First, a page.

Ontario’s Government for the People Announces Reforms to Deliver Better Local Government

Legislation would reduce the size of Toronto City Council to align with current federal and provincial boundaries and restore municipal decision-making on how York, Peel, Niagara and Muskoka Regions select their regional chairs

July 27, 2018 9:35 A.M.

Office of the Premier

Pelham Mayor Dave Auguystyn, photographed her with former Niagara regional chair Debbie Zimmerman, was shaping up to be a major contender for the Region’s top council job. Thanks to Ford’s sudden move to radically change rules, a region-wide race for the chair position may now be over.

TORONTO — Ontario voters can be more confident in their municipal governments, should the Ontario legislature pass the Better Local Government Act, a series of local government reforms proposed by Ontario Premier Doug Ford and Minister of Municipal Affairs and Housing Steve Clark today.

“We ran on a commitment to restore accountability and trust, to reduce the size and cost of government, including an end to the culture of waste and mismanagement,” Ford said. “Because one thing every politician at every level and in every region needs to remember, is that we all share the same boss. We all work for the people.”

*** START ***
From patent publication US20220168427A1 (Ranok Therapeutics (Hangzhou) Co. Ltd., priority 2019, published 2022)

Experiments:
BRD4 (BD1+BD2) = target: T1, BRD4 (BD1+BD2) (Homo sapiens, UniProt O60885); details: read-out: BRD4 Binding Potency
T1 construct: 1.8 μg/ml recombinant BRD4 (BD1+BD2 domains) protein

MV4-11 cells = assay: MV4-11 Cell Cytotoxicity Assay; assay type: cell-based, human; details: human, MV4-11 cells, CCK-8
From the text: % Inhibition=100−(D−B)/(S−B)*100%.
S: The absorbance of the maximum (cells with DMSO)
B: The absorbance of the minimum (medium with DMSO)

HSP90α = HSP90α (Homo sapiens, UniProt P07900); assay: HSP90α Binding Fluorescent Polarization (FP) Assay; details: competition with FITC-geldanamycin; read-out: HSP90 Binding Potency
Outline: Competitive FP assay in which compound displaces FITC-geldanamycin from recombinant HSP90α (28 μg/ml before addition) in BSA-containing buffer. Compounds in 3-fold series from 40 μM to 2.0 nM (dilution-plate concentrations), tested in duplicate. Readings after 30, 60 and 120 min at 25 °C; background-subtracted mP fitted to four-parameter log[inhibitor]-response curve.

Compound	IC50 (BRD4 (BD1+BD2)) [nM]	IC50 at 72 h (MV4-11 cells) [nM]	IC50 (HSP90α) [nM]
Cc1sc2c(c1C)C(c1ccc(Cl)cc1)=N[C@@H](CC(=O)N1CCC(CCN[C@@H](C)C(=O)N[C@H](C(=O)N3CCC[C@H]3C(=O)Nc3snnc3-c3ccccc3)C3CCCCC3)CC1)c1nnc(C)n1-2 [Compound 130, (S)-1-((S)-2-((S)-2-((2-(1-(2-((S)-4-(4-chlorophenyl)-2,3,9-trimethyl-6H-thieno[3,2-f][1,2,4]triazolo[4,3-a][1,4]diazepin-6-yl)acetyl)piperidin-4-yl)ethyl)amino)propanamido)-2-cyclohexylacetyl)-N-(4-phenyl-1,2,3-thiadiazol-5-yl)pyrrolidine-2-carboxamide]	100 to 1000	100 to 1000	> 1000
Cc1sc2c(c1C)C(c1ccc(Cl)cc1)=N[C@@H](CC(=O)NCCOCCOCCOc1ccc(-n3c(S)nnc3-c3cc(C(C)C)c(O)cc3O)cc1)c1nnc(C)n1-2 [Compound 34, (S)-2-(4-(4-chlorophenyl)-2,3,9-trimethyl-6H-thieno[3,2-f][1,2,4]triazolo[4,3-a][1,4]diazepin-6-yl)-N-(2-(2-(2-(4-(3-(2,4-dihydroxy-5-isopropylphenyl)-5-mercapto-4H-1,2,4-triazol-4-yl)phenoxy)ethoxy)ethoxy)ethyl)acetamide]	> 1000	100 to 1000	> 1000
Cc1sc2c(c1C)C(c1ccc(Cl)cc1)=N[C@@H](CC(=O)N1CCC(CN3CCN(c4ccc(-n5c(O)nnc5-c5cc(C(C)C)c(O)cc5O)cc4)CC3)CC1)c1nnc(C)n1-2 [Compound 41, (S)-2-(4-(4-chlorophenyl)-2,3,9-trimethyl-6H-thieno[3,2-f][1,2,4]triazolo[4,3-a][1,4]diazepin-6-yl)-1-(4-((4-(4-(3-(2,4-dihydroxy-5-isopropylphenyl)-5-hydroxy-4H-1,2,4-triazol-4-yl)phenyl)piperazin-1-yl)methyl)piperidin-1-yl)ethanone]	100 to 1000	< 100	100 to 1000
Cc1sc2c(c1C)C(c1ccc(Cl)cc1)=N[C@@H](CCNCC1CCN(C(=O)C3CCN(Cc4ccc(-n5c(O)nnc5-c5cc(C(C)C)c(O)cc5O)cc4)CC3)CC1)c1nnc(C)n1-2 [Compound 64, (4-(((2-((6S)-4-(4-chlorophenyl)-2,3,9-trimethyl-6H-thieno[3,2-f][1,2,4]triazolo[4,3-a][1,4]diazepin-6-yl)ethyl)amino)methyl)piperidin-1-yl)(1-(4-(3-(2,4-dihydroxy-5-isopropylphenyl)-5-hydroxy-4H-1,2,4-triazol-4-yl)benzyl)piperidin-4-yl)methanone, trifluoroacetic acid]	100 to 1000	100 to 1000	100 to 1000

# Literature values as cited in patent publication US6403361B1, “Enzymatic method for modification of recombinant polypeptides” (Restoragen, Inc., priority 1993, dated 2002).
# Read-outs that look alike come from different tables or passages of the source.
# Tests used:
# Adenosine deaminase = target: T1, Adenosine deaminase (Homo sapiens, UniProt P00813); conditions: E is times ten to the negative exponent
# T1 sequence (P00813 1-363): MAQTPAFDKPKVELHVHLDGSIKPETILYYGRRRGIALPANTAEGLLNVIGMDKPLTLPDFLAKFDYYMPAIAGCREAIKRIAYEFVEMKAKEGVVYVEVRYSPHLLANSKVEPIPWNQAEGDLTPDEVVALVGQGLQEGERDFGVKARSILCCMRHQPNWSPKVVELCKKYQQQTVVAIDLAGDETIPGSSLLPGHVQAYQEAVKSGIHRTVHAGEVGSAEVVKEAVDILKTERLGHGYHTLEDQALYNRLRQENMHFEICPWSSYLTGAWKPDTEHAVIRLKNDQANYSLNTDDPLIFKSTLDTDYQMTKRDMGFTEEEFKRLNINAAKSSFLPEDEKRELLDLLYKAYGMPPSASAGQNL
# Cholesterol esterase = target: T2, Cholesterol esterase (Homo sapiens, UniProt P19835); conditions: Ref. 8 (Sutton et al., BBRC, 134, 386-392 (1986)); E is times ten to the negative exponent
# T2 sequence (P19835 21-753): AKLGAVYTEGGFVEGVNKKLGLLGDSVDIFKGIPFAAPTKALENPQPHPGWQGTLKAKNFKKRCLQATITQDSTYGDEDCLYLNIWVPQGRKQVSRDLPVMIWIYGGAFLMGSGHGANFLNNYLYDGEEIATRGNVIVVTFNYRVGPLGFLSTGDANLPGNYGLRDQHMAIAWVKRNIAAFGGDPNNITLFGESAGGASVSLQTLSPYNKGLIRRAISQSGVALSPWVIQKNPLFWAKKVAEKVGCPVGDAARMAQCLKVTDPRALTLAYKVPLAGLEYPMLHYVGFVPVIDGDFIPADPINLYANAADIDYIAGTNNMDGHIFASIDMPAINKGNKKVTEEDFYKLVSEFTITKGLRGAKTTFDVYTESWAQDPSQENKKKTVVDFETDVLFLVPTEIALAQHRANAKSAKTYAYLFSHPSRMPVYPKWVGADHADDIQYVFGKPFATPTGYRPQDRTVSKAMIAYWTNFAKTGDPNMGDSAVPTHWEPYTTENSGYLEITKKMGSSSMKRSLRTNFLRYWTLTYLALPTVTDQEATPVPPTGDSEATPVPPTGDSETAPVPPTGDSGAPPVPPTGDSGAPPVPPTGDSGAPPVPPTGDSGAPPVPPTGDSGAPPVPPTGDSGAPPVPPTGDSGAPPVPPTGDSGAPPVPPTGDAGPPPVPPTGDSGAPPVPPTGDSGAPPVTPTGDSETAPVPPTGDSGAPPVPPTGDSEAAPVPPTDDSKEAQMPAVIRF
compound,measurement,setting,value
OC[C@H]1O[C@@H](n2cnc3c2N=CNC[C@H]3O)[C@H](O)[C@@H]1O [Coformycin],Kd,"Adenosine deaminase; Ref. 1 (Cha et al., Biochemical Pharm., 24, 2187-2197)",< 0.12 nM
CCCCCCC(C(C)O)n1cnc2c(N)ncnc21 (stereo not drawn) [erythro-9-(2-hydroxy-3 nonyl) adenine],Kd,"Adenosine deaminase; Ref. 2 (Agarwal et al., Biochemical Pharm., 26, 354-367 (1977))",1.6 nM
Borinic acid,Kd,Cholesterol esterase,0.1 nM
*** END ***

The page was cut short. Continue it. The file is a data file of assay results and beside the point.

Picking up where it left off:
The Better Local Government Act is intended to institute a series of reforms to municipal governments in the City of Toronto as well as the York, Peel, Niagara and Muskoka regions.

The proposed reforms include:

  • Align the City of Toronto’s municipal wards and the number of councillors with the number and configuration of the current 25 provincial and federal electoral districts
  • Allow for the redistribution of Toronto-area school board trustees to align with the proposed new ward boundaries, while maintaining the existing number of trustees
  • Extend the nomination deadline for some council candidates and school board trustees from July 27 to September 14, 2018, with additional regulations to help previously nominated candidates transition to the new riding ward boundaries